EspañolMore than two years after a Border Patrol agent pulled over a civilian for “suspicious” driving posture and acne scars that he believed distinguished her as a methamphetamine user, a Federal Appeals Court unanimously agreed that his grounds were sufficient.
Cindy Lee Westhoven was driving a Ford F-150 with tinted windows and Arizona license plates from Douglas, where she had been shopping, to Tucson. As she and Border Patrol Agent Joshua Semmerling passed each other in opposing lanes, Semmerling noticed that her arms were “straight and locked out” at a “ten-and-two position on the steering wheel,” and promptly pulled her over for an “immigration check.”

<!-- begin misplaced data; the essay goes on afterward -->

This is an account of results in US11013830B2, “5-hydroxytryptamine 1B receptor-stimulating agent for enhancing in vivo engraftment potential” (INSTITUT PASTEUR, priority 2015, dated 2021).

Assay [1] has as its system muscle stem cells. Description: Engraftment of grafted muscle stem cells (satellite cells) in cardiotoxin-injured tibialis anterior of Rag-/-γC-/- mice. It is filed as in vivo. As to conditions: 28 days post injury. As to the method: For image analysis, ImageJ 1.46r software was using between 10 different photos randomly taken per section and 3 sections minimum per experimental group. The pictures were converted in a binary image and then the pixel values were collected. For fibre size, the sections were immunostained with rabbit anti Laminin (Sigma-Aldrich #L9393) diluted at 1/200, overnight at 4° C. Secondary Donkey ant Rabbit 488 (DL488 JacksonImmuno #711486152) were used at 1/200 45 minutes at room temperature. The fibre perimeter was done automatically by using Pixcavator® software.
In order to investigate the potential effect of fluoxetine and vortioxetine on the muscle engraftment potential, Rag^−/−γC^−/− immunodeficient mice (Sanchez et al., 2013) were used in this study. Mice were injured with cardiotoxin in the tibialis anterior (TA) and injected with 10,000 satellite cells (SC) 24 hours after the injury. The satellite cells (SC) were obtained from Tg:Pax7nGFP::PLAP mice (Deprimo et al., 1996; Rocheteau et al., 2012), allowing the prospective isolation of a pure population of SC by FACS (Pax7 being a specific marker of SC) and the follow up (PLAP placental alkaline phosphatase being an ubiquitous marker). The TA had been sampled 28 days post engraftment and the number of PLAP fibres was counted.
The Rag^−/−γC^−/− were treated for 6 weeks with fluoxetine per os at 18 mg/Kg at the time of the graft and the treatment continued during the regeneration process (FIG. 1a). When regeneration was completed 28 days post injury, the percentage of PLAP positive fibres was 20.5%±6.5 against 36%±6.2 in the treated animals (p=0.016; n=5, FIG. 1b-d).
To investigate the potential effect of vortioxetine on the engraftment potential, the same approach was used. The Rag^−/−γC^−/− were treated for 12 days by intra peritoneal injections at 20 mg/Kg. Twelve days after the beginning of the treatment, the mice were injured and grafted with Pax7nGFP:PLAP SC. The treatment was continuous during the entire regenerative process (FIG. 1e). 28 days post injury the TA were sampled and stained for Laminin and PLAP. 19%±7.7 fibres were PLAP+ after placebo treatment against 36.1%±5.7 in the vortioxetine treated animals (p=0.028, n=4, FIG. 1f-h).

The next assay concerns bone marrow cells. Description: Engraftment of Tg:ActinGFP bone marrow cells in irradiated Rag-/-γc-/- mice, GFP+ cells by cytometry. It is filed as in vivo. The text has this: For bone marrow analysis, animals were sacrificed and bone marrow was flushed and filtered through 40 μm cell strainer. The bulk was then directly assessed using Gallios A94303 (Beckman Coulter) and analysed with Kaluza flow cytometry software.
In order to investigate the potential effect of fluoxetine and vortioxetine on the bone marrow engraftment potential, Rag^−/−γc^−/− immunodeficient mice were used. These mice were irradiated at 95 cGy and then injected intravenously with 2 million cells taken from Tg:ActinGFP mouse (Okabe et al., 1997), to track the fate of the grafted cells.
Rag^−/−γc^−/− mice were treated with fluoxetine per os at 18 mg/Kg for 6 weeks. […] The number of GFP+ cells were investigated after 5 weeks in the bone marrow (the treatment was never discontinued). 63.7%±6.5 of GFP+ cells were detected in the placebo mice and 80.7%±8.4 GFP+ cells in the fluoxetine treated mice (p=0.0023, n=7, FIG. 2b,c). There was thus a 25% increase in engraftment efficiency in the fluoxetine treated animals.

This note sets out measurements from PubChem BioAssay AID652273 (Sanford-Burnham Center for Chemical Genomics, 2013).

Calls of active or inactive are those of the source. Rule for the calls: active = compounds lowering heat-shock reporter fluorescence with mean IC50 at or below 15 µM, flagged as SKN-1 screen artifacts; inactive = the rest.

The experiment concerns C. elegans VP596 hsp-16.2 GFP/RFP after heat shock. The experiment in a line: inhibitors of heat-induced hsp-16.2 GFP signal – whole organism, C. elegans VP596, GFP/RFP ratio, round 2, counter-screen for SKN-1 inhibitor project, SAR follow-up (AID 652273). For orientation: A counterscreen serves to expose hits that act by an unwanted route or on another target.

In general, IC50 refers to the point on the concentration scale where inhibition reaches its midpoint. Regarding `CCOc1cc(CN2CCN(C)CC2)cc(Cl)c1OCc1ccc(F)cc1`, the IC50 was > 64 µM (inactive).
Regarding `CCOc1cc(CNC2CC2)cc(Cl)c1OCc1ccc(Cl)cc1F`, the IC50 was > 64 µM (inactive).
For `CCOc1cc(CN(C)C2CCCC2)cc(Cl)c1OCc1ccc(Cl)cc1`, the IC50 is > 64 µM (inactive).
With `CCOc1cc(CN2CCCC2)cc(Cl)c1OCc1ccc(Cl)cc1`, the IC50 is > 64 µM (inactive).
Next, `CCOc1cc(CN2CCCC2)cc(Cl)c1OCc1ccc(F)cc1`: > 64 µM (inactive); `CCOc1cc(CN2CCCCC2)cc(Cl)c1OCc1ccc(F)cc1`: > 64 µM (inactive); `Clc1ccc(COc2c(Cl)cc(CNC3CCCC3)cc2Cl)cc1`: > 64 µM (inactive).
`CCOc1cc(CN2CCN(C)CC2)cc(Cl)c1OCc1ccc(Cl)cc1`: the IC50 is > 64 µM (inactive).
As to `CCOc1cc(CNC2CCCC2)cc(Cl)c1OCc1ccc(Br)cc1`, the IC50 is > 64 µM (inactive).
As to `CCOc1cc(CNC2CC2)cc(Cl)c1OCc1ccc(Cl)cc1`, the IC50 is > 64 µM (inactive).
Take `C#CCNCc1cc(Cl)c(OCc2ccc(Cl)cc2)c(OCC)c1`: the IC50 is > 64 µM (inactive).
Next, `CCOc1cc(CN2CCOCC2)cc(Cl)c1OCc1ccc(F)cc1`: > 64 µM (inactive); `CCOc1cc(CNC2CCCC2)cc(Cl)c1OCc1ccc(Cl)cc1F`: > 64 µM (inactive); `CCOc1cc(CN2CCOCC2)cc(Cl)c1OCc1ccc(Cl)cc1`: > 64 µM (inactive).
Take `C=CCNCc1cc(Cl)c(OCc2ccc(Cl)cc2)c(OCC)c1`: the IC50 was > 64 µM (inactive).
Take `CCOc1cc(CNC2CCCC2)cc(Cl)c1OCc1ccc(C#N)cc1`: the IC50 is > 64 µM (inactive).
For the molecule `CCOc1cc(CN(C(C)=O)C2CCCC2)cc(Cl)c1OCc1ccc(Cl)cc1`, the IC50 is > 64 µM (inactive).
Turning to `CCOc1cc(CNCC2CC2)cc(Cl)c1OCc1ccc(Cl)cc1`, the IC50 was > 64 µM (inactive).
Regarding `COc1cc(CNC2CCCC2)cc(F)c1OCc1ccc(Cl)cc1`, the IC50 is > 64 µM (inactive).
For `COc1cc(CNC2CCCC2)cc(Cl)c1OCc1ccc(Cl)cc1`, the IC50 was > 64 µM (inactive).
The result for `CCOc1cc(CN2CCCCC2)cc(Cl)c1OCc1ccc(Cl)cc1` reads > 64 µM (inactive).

Upon pulling Westhoven over, Semmerling noticed that she was shaking from anxiousness, and that she had severe acne scars, which he chalked up to possible methamphetamine use. He also believed two cell phones on the passenger seat to be evidence of immigrant smuggling. Her “excuse” for being on Highway 80, a non-direct route to Tucson, was also suspicious. After Westhoven refused a search of her vehicle, Semmerling brought in a canine unit and found marijuana.
The 10th Circuit Court of Appeals ruled that “Agent Semmerling performed a reasonable and timely investigation to address his suspicions” on April 24, 2014.
Source: Ben Swann.